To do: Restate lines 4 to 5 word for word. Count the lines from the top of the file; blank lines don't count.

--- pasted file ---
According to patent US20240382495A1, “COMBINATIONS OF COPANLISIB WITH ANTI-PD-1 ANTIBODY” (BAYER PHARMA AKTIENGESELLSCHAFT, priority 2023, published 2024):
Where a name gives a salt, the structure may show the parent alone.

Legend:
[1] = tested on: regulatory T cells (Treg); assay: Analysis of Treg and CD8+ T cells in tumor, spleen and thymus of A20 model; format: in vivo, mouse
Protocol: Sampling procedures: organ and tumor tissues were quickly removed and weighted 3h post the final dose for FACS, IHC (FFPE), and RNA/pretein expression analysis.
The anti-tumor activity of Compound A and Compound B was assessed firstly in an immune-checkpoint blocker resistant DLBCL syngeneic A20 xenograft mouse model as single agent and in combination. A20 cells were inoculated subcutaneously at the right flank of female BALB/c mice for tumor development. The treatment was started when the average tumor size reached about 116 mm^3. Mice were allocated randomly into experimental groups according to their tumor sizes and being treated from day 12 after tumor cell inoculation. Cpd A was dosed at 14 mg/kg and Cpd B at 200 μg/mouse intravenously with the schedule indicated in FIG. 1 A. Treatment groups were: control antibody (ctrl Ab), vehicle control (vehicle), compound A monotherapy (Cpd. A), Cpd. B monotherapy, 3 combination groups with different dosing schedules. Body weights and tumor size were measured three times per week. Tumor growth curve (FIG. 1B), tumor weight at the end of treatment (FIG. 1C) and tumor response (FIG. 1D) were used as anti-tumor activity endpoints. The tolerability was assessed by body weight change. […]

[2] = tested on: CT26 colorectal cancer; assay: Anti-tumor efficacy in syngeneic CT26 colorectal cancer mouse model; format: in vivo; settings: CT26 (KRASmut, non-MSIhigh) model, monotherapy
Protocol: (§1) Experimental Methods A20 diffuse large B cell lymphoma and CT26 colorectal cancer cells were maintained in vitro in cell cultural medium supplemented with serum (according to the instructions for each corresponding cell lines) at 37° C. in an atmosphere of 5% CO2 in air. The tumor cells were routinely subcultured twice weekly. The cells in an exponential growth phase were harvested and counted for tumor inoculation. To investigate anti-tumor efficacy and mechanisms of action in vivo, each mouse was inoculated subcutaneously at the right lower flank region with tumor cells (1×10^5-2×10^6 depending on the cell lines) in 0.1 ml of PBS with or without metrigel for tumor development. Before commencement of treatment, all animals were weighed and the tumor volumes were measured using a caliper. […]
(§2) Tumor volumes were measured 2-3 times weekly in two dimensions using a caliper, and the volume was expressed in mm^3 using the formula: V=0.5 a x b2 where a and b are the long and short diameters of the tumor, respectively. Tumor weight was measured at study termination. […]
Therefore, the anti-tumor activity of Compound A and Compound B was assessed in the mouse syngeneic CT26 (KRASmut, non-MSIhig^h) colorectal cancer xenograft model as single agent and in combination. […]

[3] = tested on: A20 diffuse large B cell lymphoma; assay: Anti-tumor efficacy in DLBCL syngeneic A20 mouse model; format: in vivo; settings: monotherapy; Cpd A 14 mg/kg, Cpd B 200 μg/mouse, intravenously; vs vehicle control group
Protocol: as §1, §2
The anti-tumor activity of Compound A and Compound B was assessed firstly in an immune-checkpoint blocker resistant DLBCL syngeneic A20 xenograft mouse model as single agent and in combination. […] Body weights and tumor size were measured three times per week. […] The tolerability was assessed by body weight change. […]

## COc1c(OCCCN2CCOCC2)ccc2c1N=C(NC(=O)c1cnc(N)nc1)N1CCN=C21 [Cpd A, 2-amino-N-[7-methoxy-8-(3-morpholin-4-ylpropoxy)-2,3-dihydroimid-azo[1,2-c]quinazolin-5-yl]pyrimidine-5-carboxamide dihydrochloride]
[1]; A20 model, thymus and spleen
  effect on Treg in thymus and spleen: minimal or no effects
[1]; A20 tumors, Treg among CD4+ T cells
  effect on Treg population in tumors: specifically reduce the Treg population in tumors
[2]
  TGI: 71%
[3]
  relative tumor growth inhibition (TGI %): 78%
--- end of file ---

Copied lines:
[1] = tested on: regulatory T cells (Treg); assay: Analysis of Treg and CD8+ T cells in tumor, spleen and thymus of A20 model; format: in vivo, mouse
Protocol: Sampling procedures: organ and tumor tissues were quickly removed and weighted 3h post the final dose for FACS, IHC (FFPE), and RNA/pretein expression analysis.